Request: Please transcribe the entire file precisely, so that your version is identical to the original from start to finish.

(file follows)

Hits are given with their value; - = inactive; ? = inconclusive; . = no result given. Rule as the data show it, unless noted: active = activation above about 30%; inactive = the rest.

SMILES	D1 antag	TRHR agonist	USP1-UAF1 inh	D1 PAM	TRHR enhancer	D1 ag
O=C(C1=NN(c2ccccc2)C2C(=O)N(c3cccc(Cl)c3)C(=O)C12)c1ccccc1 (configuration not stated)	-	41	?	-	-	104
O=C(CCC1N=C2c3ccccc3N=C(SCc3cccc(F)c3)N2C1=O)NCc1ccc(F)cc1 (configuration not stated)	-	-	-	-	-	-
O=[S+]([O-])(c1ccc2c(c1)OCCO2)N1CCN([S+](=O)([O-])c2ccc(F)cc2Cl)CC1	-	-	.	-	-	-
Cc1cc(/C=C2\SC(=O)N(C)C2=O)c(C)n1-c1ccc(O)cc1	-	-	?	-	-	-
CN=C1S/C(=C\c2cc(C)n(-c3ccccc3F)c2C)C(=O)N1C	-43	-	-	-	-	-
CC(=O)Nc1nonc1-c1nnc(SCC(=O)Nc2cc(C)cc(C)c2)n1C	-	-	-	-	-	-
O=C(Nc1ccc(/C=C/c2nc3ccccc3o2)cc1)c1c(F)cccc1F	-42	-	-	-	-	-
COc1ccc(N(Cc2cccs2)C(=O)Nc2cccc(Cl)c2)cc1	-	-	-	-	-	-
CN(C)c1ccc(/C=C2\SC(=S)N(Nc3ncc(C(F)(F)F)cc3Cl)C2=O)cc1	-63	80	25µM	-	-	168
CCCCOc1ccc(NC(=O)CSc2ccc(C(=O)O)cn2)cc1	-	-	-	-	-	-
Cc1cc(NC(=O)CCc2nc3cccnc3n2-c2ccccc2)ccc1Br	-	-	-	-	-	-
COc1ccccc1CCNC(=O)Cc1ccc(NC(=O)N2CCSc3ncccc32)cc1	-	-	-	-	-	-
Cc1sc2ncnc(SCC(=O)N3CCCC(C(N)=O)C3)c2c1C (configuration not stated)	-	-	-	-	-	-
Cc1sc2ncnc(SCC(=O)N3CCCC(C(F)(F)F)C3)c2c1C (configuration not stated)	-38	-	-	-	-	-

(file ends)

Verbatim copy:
Hits are given with their value; - = inactive; ? = inconclusive; . = no result given. Rule as the data show it, unless noted: active = activation above about 30%; inactive = the rest.

SMILES	D1 antag	TRHR agonist	USP1-UAF1 inh	D1 PAM	TRHR enhancer	D1 ag
O=C(C1=NN(c2ccccc2)C2C(=O)N(c3cccc(Cl)c3)C(=O)C12)c1ccccc1 (configuration not stated)	-	41	?	-	-	104
O=C(CCC1N=C2c3ccccc3N=C(SCc3cccc(F)c3)N2C1=O)NCc1ccc(F)cc1 (configuration not stated)	-	-	-	-	-	-
O=[S+]([O-])(c1ccc2c(c1)OCCO2)N1CCN([S+](=O)([O-])c2ccc(F)cc2Cl)CC1	-	-	.	-	-	-
Cc1cc(/C=C2\SC(=O)N(C)C2=O)c(C)n1-c1ccc(O)cc1	-	-	?	-	-	-
CN=C1S/C(=C\c2cc(C)n(-c3ccccc3F)c2C)C(=O)N1C	-43	-	-	-	-	-
CC(=O)Nc1nonc1-c1nnc(SCC(=O)Nc2cc(C)cc(C)c2)n1C	-	-	-	-	-	-
O=C(Nc1ccc(/C=C/c2nc3ccccc3o2)cc1)c1c(F)cccc1F	-42	-	-	-	-	-
COc1ccc(N(Cc2cccs2)C(=O)Nc2cccc(Cl)c2)cc1	-	-	-	-	-	-
CN(C)c1ccc(/C=C2\SC(=S)N(Nc3ncc(C(F)(F)F)cc3Cl)C2=O)cc1	-63	80	25µM	-	-	168
CCCCOc1ccc(NC(=O)CSc2ccc(C(=O)O)cn2)cc1	-	-	-	-	-	-
Cc1cc(NC(=O)CCc2nc3cccnc3n2-c2ccccc2)ccc1Br	-	-	-	-	-	-
COc1ccccc1CCNC(=O)Cc1ccc(NC(=O)N2CCSc3ncccc32)cc1	-	-	-	-	-	-
Cc1sc2ncnc(SCC(=O)N3CCCC(C(N)=O)C3)c2c1C (configuration not stated)	-	-	-	-	-	-
Cc1sc2ncnc(SCC(=O)N3CCCC(C(F)(F)F)C3)c2c1C (configuration not stated)	-38	-	-	-	-	-